This early wave had no curl. Nor does the tamer Flow Rider that Lochtefeld built at Water Mania in Kissimmee, Fla. A wave with a curl would not only take guts to ride, it would also take a gutsy water park to look past the liability concerns and sink about $1 million into Lochtefeld's invention. Jeff Henry, part-owner of the family-held Schlitterbahn Water-park, jumped at the chance.
Henry brought more than money and enthusiasm to the project. He had perfected a soft-foam coating for water-park slides, pool bottoms and such fanciful kiddie-pool objects as squirting fire engines. He used it to cover the sweeping U-shaped concrete curves of the 40-foot wide wave maker—at Schlitterbahn called a Boogie Bahn—that he and Lochtefeld designed to flush washed-out boarders into the park's gently flowing Lazy River.
The man-made river also serves as Flow Rider's water source. Pumps transport 100,000 gallons a minute to a 16-foot-deep storage tank directly behind the bleachers. On the bottom of the tank at the top of the incline opposite the bodyboarder are four hydraulically controlled gates. Raising them a few inches unleashes a tremendous roar as the under-the-dam pressure forces an ankle-deep layer of water to rush down the incline to the bottom of the U and up the other side, forming a wave deep enough and powerful enough to capture a bodyboarder and his or her fancy. Working levers like a crane operator, someone in the control booth can either serve up the typical water-park challenge, a fast rushing flow without a curl, or—after hours or for professional competitions—summon a monster wave by directing the maximum torrent toward the typically unused far portion of the surface and up the padded nine-foot wall that molds the tube.
A local high school student named Heath Purvis has logged so many nighttime hours at Schlitterbahn that he is more than able to hold his own against the pros. Despite having ridden in saltwater only a couple of times in his life, Purvis makes it all the way to the semifinals of the competition. He reaches the semis largely because of some crowd-pleasing "spinners," two, three and sometimes four consecutive spins that he begins down in the flats and continues up the face of the wave. Pressing for four, Purvis loses his bearings, winds up high on the wall and gets sucked into the vortex of the tube. He tumbles head over heels and snaps his collarbone. The kid is tough. He dives back on his board one more time to finish his competitive round.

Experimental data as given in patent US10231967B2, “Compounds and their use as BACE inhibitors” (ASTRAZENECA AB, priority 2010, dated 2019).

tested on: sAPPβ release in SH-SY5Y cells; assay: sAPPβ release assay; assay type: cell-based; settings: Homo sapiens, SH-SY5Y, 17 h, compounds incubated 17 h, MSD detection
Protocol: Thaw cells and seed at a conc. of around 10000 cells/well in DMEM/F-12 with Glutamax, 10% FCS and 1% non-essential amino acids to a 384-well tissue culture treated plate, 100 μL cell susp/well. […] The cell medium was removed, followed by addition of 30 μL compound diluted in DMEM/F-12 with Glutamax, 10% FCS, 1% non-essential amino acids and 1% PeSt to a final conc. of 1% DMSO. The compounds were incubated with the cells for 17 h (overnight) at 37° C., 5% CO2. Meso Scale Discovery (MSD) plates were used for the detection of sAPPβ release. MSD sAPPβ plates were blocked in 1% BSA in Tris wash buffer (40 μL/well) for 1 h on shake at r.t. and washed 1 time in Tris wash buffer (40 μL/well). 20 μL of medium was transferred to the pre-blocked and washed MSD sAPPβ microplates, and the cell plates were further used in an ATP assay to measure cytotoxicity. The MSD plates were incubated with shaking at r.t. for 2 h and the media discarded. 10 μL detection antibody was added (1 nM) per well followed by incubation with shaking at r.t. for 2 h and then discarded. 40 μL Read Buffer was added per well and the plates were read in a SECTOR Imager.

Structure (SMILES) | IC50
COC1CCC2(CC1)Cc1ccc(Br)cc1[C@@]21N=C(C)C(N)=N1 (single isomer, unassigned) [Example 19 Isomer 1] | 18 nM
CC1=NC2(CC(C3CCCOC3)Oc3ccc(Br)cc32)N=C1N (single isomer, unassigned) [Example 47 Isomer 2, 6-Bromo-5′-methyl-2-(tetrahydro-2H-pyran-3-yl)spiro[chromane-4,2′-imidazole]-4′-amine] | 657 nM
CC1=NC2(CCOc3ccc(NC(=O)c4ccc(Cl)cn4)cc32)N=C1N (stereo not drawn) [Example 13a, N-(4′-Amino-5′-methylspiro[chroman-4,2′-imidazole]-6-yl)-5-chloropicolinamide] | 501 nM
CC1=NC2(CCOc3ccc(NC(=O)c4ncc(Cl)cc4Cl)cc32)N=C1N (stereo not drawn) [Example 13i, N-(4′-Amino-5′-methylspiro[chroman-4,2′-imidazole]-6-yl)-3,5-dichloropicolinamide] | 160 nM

But Purvis isn't yet one of the guys in a rainbow-colored wet suit. While visiting Brian Press in California not long ago, Purvis rode the ocean waves well enough; it was the paddling out he had trouble with. Says Stewart, who is something of a grizzled veteran and winner of last year's Flow Rider championship, "It's kind of weird, but this park is indicative of this era, where it's instant gratification. This wave takes everything out of the surfing experience except for the riding, which is the essence of it." Stewart then proceeds to honor the other dimensions of ocean bodyboarding: paddling out, deciding which wave to ride and when to take off. Not to mention the Zen and the fear of "being by yourself a mile out at sea when the waves are 25 feet.
"It will never be what ocean bodyboarding is," Stewart says. Still, he and all the other pros queue up for practice rides like a bunch of giddy kids at a waterhole rope swing. Lochtefeld's wave has clearly sucked them in. The competition is really a glorified demonstration event. No money is awarded, only trophies. Says Stewart, the top sponsored rider in the sport, "I paid my own way here. I wouldn't do that for any other event."
Mulling over this new turn bodyboarding has taken, some of the riders envision an inland circuit of events that would bring new fans within intimate range of their sport. In the meantime Hawaiian bodyboarder Ben Severson, who was judged the winner of this year's Flow Rider competition, wonders about his transition back to saltwater. "The waves will probably be only a couple of feet," he says. "I'll be used to all this power."
John Grossmann, who lives in Jamison, Pa., is a frequent contributor to Sports Illustrated.